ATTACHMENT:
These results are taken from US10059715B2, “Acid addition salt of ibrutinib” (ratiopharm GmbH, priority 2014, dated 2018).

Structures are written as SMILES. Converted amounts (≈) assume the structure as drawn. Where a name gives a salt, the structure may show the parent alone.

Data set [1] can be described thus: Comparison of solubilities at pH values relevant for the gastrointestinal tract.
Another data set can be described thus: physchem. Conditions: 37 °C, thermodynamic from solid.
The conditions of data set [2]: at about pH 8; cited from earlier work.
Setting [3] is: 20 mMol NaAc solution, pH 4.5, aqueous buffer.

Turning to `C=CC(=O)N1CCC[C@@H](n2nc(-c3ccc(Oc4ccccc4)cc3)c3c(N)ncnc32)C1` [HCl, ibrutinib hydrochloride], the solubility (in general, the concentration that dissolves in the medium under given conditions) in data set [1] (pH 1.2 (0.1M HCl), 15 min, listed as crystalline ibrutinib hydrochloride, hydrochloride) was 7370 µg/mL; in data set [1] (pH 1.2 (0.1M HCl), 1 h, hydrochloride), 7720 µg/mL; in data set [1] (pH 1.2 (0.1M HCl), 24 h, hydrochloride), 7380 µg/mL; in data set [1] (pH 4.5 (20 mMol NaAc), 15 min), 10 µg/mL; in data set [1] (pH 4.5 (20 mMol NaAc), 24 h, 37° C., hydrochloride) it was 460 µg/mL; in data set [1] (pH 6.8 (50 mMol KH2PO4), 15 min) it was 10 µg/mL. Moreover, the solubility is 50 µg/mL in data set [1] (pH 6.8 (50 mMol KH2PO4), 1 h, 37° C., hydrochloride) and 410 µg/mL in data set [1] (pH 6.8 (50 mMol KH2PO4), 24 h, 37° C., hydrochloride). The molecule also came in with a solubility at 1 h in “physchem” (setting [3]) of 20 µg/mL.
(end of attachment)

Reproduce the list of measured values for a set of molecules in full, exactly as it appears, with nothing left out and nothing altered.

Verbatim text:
These results are taken from US10059715B2, “Acid addition salt of ibrutinib” (ratiopharm GmbH, priority 2014, dated 2018).

Structures are written as SMILES. Converted amounts (≈) assume the structure as drawn. Where a name gives a salt, the structure may show the parent alone.

Data set [1] can be described thus: Comparison of solubilities at pH values relevant for the gastrointestinal tract.
Another data set can be described thus: physchem. Conditions: 37 °C, thermodynamic from solid.
The conditions of data set [2]: at about pH 8; cited from earlier work.
Setting [3] is: 20 mMol NaAc solution, pH 4.5, aqueous buffer.

Turning to `C=CC(=O)N1CCC[C@@H](n2nc(-c3ccc(Oc4ccccc4)cc3)c3c(N)ncnc32)C1` [HCl, ibrutinib hydrochloride], the solubility (in general, the concentration that dissolves in the medium under given conditions) in data set [1] (pH 1.2 (0.1M HCl), 15 min, listed as crystalline ibrutinib hydrochloride, hydrochloride) was 7370 µg/mL; in data set [1] (pH 1.2 (0.1M HCl), 1 h, hydrochloride), 7720 µg/mL; in data set [1] (pH 1.2 (0.1M HCl), 24 h, hydrochloride), 7380 µg/mL; in data set [1] (pH 4.5 (20 mMol NaAc), 15 min), 10 µg/mL; in data set [1] (pH 4.5 (20 mMol NaAc), 24 h, 37° C., hydrochloride) it was 460 µg/mL; in data set [1] (pH 6.8 (50 mMol KH2PO4), 15 min) it was 10 µg/mL. Moreover, the solubility is 50 µg/mL in data set [1] (pH 6.8 (50 mMol KH2PO4), 1 h, 37° C., hydrochloride) and 410 µg/mL in data set [1] (pH 6.8 (50 mMol KH2PO4), 24 h, 37° C., hydrochloride). The molecule also came in with a solubility at 1 h in “physchem” (setting [3]) of 20 µg/mL.